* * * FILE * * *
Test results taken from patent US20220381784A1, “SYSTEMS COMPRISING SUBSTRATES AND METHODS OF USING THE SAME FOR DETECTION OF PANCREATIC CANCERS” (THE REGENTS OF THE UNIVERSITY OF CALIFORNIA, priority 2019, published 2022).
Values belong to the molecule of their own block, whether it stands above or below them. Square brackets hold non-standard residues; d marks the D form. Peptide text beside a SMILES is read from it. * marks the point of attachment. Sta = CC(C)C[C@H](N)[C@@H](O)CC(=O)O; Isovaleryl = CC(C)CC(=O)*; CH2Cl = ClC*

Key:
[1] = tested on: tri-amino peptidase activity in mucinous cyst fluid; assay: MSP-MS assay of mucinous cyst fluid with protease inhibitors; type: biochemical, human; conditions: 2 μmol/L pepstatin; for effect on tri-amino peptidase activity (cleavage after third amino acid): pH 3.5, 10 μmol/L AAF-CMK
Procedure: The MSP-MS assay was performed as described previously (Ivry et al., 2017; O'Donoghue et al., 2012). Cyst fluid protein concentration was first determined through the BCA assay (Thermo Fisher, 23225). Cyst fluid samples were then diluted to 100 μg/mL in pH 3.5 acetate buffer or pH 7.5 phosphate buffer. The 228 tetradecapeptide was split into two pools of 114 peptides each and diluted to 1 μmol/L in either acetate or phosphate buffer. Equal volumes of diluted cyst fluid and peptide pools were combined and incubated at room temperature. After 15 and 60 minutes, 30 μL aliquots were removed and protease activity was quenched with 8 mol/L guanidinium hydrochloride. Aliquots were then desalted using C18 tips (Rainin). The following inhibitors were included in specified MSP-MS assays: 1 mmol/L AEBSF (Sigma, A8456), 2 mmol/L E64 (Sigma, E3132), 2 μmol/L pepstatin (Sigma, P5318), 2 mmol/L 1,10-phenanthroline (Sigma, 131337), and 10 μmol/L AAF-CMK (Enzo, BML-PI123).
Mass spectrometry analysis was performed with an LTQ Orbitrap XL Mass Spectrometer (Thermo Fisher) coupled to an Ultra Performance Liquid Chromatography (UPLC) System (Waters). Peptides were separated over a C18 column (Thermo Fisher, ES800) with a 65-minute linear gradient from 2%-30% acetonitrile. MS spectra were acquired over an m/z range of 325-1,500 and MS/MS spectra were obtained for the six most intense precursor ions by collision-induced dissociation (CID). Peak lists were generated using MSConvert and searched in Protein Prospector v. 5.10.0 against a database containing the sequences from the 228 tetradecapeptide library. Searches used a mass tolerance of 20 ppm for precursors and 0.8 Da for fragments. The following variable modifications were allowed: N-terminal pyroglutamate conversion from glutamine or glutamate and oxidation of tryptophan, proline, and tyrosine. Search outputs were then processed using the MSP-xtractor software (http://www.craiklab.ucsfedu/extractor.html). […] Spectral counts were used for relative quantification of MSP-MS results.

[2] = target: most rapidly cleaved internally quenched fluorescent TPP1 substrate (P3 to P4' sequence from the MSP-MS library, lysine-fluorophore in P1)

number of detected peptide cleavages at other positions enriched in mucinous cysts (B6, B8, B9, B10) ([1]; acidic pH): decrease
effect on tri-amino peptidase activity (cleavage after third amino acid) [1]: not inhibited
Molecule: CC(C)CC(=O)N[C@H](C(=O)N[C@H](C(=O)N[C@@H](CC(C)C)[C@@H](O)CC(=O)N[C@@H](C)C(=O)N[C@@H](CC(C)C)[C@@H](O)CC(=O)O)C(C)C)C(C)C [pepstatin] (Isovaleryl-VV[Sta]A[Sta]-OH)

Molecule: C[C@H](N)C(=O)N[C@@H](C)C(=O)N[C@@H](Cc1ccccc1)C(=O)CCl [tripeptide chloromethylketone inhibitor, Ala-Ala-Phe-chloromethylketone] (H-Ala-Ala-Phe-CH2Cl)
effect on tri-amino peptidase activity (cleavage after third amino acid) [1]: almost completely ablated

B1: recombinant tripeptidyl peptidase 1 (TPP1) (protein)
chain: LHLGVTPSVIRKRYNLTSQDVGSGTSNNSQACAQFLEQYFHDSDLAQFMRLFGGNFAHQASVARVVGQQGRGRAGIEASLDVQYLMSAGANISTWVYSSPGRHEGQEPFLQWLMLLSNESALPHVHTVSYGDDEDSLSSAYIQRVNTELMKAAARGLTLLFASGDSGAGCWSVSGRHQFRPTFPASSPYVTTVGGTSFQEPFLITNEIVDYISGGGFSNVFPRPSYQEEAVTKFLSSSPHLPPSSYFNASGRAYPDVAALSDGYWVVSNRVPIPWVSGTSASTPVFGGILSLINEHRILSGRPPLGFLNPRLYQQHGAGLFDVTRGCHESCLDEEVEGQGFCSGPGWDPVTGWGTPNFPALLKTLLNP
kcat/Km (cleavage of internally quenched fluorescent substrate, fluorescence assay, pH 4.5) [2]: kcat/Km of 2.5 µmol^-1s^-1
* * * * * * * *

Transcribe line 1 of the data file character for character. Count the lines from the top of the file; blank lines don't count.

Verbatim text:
Test results taken from patent US20220381784A1, “SYSTEMS COMPRISING SUBSTRATES AND METHODS OF USING THE SAME FOR DETECTION OF PANCREATIC CANCERS” (THE REGENTS OF THE UNIVERSITY OF CALIFORNIA, priority 2019, published 2022).